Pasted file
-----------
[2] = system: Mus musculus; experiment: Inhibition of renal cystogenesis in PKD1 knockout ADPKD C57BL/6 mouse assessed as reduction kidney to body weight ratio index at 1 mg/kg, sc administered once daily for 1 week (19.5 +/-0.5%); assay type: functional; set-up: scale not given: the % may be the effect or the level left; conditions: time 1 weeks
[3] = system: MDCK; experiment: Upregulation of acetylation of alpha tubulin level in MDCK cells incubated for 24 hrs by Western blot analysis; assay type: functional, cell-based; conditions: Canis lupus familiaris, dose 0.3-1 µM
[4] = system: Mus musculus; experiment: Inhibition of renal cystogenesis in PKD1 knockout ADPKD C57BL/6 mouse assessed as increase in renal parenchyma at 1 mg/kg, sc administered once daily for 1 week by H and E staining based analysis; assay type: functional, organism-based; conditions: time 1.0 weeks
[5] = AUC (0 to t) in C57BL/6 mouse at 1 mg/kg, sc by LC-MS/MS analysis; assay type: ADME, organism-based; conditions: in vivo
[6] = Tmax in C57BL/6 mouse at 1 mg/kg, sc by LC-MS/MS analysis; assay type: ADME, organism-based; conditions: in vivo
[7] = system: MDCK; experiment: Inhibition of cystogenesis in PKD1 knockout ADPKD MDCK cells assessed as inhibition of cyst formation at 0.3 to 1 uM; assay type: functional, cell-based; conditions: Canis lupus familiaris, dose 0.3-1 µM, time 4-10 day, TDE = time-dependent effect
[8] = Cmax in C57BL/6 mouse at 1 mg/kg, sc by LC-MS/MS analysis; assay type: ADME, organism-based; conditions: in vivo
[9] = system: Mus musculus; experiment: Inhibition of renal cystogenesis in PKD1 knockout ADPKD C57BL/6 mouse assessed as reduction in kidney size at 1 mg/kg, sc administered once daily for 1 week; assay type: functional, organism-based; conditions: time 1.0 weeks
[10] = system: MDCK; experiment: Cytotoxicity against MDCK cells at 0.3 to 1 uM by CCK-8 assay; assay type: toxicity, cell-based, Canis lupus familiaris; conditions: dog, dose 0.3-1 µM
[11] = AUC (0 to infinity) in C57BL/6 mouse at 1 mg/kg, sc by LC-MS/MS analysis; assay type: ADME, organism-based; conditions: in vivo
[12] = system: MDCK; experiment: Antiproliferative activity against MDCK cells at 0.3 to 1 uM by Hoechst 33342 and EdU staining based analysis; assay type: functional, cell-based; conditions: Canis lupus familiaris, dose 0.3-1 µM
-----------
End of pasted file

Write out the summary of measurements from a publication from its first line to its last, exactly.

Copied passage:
[2] = system: Mus musculus; experiment: Inhibition of renal cystogenesis in PKD1 knockout ADPKD C57BL/6 mouse assessed as reduction kidney to body weight ratio index at 1 mg/kg, sc administered once daily for 1 week (19.5 +/-0.5%); assay type: functional; set-up: scale not given: the % may be the effect or the level left; conditions: time 1 weeks
[3] = system: MDCK; experiment: Upregulation of acetylation of alpha tubulin level in MDCK cells incubated for 24 hrs by Western blot analysis; assay type: functional, cell-based; conditions: Canis lupus familiaris, dose 0.3-1 µM
[4] = system: Mus musculus; experiment: Inhibition of renal cystogenesis in PKD1 knockout ADPKD C57BL/6 mouse assessed as increase in renal parenchyma at 1 mg/kg, sc administered once daily for 1 week by H and E staining based analysis; assay type: functional, organism-based; conditions: time 1.0 weeks
[5] = AUC (0 to t) in C57BL/6 mouse at 1 mg/kg, sc by LC-MS/MS analysis; assay type: ADME, organism-based; conditions: in vivo
[6] = Tmax in C57BL/6 mouse at 1 mg/kg, sc by LC-MS/MS analysis; assay type: ADME, organism-based; conditions: in vivo
[7] = system: MDCK; experiment: Inhibition of cystogenesis in PKD1 knockout ADPKD MDCK cells assessed as inhibition of cyst formation at 0.3 to 1 uM; assay type: functional, cell-based; conditions: Canis lupus familiaris, dose 0.3-1 µM, time 4-10 day, TDE = time-dependent effect
[8] = Cmax in C57BL/6 mouse at 1 mg/kg, sc by LC-MS/MS analysis; assay type: ADME, organism-based; conditions: in vivo
[9] = system: Mus musculus; experiment: Inhibition of renal cystogenesis in PKD1 knockout ADPKD C57BL/6 mouse assessed as reduction in kidney size at 1 mg/kg, sc administered once daily for 1 week; assay type: functional, organism-based; conditions: time 1.0 weeks
[10] = system: MDCK; experiment: Cytotoxicity against MDCK cells at 0.3 to 1 uM by CCK-8 assay; assay type: toxicity, cell-based, Canis lupus familiaris; conditions: dog, dose 0.3-1 µM
[11] = AUC (0 to infinity) in C57BL/6 mouse at 1 mg/kg, sc by LC-MS/MS analysis; assay type: ADME, organism-based; conditions: in vivo
[12] = system: MDCK; experiment: Antiproliferative activity against MDCK cells at 0.3 to 1 uM by Hoechst 33342 and EdU staining based analysis; assay type: functional, cell-based; conditions: Canis lupus familiaris, dose 0.3-1 µM